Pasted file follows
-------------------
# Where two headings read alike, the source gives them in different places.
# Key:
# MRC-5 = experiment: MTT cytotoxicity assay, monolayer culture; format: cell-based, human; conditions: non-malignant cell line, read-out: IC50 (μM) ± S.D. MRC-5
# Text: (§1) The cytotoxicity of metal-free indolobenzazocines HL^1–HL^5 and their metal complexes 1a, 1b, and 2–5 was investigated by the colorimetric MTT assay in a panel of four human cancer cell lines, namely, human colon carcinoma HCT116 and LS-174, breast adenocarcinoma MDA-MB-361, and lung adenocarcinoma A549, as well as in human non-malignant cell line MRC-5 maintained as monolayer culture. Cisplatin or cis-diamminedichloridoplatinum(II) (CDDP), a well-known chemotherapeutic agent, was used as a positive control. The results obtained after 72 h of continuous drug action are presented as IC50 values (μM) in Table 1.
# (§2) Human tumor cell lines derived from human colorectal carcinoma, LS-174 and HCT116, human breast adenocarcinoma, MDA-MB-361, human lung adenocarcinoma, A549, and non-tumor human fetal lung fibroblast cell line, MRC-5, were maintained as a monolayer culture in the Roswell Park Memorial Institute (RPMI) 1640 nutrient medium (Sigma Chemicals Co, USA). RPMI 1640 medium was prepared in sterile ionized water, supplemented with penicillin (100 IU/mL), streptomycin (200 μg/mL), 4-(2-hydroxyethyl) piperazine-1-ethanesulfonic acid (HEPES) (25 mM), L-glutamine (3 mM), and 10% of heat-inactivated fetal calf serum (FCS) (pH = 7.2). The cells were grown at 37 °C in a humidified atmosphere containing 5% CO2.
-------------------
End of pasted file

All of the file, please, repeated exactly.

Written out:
# Where two headings read alike, the source gives them in different places.
# Key:
# MRC-5 = experiment: MTT cytotoxicity assay, monolayer culture; format: cell-based, human; conditions: non-malignant cell line, read-out: IC50 (μM) ± S.D. MRC-5
# Text: (§1) The cytotoxicity of metal-free indolobenzazocines HL^1–HL^5 and their metal complexes 1a, 1b, and 2–5 was investigated by the colorimetric MTT assay in a panel of four human cancer cell lines, namely, human colon carcinoma HCT116 and LS-174, breast adenocarcinoma MDA-MB-361, and lung adenocarcinoma A549, as well as in human non-malignant cell line MRC-5 maintained as monolayer culture. Cisplatin or cis-diamminedichloridoplatinum(II) (CDDP), a well-known chemotherapeutic agent, was used as a positive control. The results obtained after 72 h of continuous drug action are presented as IC50 values (μM) in Table 1.
# (§2) Human tumor cell lines derived from human colorectal carcinoma, LS-174 and HCT116, human breast adenocarcinoma, MDA-MB-361, human lung adenocarcinoma, A549, and non-tumor human fetal lung fibroblast cell line, MRC-5, were maintained as a monolayer culture in the Roswell Park Memorial Institute (RPMI) 1640 nutrient medium (Sigma Chemicals Co, USA). RPMI 1640 medium was prepared in sterile ionized water, supplemented with penicillin (100 IU/mL), streptomycin (200 μg/mL), 4-(2-hydroxyethyl) piperazine-1-ethanesulfonic acid (HEPES) (25 mM), L-glutamine (3 mM), and 10% of heat-inactivated fetal calf serum (FCS) (pH = 7.2). The cells were grown at 37 °C in a humidified atmosphere containing 5% CO2.